CAIRO, (Reuters) – Egypt said on Tuesday it will hold a referendum on March 26 on constitutional amendments billed by the government as reforms but regarded by opponents as an attempt to entrench the ruling party’s grip on power.
The amendments, which were pushed through parliament on Monday but must be approved in a popular vote, include an anti-terrorism clause that appears to enshrine sweeping police powers of arrest and surveillance in the constitution. “The referendum will take place on Monday, March 26, 2007,” Egypt’s cabinet said in a statement, citing a decree from President Hosni Mubarak.
The move to hold such a vote so soon after the amendments were passed in parliament infuriated opponents of the changes, some of whom have yet to announce if they will boycott or contest the referendum.
The Muslim Brotherhood, the country’s oldest and strongest opposition force, is likely to be hardest hit by the changes, which will prohibit political activity based on religion and appear to quash the group’s longstanding hopes for legal standing as a recognised political party.
“The new date of the coming referendum stunned all,” the Muslim Brotherhood’s deputy leader, Mohamed Habib, said in remarks published on the group’s website, www.ikhwanweb.com. “It aims at reducing the time available for the opposition to hold popular activities opposing the constitutional amendments.”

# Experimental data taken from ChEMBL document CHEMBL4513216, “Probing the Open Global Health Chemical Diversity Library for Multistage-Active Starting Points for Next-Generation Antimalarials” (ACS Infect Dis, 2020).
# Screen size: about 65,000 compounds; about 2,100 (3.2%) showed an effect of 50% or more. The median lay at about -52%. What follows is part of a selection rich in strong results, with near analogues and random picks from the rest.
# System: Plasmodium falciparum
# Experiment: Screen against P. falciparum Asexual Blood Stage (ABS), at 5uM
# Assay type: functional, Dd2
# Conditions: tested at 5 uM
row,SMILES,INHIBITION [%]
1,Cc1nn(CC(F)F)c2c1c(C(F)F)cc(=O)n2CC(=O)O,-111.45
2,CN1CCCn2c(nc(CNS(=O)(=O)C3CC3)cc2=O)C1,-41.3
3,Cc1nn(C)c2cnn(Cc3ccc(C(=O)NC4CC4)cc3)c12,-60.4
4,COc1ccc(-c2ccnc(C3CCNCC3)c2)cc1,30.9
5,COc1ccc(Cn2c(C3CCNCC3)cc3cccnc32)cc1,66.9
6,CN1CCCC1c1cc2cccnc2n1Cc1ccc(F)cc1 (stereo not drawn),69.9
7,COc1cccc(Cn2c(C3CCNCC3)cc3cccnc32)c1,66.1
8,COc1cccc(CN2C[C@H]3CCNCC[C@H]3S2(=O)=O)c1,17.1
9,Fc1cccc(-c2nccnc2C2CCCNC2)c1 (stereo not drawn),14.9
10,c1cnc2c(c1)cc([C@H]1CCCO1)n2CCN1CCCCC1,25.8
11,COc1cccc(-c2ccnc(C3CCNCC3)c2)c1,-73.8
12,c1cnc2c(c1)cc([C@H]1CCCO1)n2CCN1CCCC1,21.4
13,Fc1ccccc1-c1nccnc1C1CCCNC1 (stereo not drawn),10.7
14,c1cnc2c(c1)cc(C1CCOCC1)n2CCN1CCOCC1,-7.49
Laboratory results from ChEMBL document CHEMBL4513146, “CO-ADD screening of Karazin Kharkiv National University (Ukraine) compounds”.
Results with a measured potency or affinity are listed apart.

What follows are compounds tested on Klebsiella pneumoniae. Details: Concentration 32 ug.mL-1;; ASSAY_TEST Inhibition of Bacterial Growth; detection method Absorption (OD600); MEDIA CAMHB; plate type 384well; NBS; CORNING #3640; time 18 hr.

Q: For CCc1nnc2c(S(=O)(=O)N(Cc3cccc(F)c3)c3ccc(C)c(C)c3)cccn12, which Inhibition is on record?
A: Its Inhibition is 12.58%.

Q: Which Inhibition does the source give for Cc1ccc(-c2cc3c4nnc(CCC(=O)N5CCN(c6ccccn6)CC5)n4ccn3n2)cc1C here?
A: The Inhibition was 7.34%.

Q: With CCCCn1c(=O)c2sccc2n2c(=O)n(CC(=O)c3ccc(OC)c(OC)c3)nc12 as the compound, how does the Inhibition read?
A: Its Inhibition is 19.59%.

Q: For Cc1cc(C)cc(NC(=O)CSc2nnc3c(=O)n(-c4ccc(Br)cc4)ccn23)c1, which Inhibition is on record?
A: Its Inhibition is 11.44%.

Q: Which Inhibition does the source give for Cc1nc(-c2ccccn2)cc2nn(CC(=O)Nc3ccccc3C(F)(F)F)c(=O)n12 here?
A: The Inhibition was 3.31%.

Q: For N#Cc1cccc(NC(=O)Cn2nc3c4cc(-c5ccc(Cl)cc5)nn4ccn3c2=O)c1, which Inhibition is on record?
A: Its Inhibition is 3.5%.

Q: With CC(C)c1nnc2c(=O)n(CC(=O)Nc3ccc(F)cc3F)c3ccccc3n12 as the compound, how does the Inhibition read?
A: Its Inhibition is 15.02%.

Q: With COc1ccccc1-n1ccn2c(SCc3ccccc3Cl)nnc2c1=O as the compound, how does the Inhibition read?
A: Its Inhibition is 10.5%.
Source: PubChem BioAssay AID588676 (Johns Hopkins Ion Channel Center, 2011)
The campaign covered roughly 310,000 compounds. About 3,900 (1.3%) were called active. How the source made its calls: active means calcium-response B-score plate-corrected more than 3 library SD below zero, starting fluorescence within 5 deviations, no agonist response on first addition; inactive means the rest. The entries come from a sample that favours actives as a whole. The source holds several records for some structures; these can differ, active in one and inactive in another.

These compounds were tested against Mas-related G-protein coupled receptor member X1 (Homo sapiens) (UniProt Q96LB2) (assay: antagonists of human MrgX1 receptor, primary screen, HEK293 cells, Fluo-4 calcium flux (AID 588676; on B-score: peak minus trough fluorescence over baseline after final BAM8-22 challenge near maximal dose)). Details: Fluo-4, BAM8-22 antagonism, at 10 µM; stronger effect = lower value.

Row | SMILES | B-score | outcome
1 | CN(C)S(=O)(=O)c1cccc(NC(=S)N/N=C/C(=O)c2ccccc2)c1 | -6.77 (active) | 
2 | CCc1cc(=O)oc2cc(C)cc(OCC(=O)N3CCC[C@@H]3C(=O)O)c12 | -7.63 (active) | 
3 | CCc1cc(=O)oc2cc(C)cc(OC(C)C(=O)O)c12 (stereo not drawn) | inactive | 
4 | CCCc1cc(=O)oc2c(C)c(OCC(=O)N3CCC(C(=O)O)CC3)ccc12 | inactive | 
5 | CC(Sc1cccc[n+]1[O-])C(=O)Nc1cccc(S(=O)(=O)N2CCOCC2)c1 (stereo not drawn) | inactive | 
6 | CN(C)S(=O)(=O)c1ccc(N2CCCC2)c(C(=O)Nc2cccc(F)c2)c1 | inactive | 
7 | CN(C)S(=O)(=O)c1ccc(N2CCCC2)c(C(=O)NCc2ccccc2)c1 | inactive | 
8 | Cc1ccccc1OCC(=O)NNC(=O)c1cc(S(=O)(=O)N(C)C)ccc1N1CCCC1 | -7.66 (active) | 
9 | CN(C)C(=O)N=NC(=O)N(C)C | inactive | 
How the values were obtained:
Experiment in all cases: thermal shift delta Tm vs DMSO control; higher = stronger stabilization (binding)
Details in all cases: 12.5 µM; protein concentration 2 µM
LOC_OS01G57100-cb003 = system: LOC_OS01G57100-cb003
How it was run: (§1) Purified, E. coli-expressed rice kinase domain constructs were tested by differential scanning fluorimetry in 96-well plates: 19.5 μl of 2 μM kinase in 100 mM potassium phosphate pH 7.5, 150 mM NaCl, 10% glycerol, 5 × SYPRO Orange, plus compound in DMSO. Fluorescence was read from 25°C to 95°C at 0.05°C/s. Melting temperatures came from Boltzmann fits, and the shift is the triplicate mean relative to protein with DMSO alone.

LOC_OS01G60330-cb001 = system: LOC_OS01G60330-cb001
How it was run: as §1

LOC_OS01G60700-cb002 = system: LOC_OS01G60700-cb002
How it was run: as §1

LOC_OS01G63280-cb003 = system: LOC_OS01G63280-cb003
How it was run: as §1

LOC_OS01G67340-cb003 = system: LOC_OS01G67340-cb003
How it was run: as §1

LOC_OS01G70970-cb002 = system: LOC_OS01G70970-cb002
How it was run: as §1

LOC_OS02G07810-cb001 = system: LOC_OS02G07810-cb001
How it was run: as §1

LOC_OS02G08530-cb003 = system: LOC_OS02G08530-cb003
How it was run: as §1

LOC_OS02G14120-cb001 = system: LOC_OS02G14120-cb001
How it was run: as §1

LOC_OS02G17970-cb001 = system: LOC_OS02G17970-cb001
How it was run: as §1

The changes would also allow the president to dissolve parliament unilaterally and would weaken judicial oversight of elections, which have been marred by complaints of widespread irregularities.
Hundreds of black-clad riot police and plainclothes security men deployed across downtown Cairo and barred cars and people from approaching the main gate of the Egyptian parliament to head off possible protests.
Mohamed al-Katatni, head of the Muslim Brotherhood’s parliamentary bloc, said the ruling party wanted to deny the opposition time to organise protests against the referendum. “The National Democratic Party fears confrontation on the streets,” he said.
Police broke up a protest of about 150 secular and Islamist opposition activists at the heart of downtown Cairo, and briefly detained six people, security sources said.
Elsewhere, about 30 activists from the anti-government Kefaya (Enough) movement protested in front of the journalists syndicate, scuffling briefly with police and chanting: “Down, down, Hosni Mubarak.”
Nearly 100 mainly Islamist lawmakers had boycotted the parliament vote, choosing instead to protest outside parliament with black banners opposing the changes. The Brotherhood said it would announce its position on the referendum shortly.
London-based Amnesty International has called the amendments “the greatest erosion of human rights” since emergency laws were put in place in 1981 after the killing of President Anwar Sadat.
Political analysts say Egypt wants to stop the Brotherhood, whose members won 88 of 454 parliament seats in 2005 running as independents, before the group makes more electoral gains that could help it eventually mount a serious political challenge.
Security forces arrested dozens of Brotherhood members in the days leading up to the parliament ballot, cranking up a three-month crackdown that has seen the group’s third-in-command Khairat el-Shatir arrested. He has been charged in military court, along with 39 others, with money laundering and terrorism. Around 270 Brotherhood members are now in detention.